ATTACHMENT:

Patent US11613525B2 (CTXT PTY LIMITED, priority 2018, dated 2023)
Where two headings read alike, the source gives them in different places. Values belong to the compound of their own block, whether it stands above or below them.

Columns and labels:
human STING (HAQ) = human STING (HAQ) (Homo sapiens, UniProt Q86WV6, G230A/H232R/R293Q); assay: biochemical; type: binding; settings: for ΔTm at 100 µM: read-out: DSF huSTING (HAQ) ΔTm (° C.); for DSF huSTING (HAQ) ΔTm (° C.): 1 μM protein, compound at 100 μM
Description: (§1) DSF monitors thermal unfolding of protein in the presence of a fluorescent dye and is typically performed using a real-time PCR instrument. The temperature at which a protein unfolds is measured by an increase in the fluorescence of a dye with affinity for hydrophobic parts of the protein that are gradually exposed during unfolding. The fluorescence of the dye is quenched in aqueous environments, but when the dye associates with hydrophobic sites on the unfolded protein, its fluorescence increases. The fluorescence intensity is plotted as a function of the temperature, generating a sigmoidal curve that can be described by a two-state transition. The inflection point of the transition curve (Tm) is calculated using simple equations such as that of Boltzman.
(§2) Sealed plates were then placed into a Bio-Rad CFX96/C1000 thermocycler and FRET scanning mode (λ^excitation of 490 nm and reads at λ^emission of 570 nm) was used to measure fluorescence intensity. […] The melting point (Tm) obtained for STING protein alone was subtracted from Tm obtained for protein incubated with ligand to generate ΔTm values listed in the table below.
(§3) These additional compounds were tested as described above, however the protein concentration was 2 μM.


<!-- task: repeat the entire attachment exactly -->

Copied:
Patent US11613525B2 (CTXT PTY LIMITED, priority 2018, dated 2023)
Where two headings read alike, the source gives them in different places. Values belong to the compound of their own block, whether it stands above or below them.

Columns and labels:
human STING (HAQ) = human STING (HAQ) (Homo sapiens, UniProt Q86WV6, G230A/H232R/R293Q); assay: biochemical; type: binding; settings: for ΔTm at 100 µM: read-out: DSF huSTING (HAQ) ΔTm (° C.); for DSF huSTING (HAQ) ΔTm (° C.): 1 μM protein, compound at 100 μM
Description: (§1) DSF monitors thermal unfolding of protein in the presence of a fluorescent dye and is typically performed using a real-time PCR instrument. The temperature at which a protein unfolds is measured by an increase in the fluorescence of a dye with affinity for hydrophobic parts of the protein that are gradually exposed during unfolding. The fluorescence of the dye is quenched in aqueous environments, but when the dye associates with hydrophobic sites on the unfolded protein, its fluorescence increases. The fluorescence intensity is plotted as a function of the temperature, generating a sigmoidal curve that can be described by a two-state transition. The inflection point of the transition curve (Tm) is calculated using simple equations such as that of Boltzman.
(§2) Sealed plates were then placed into a Bio-Rad CFX96/C1000 thermocycler and FRET scanning mode (λ^excitation of 490 nm and reads at λ^emission of 570 nm) was used to measure fluorescence intensity. […] The melting point (Tm) obtained for STING protein alone was subtracted from Tm obtained for protein incubated with ligand to generate ΔTm values listed in the table below.
(§3) These additional compounds were tested as described above, however the protein concentration was 2 μM.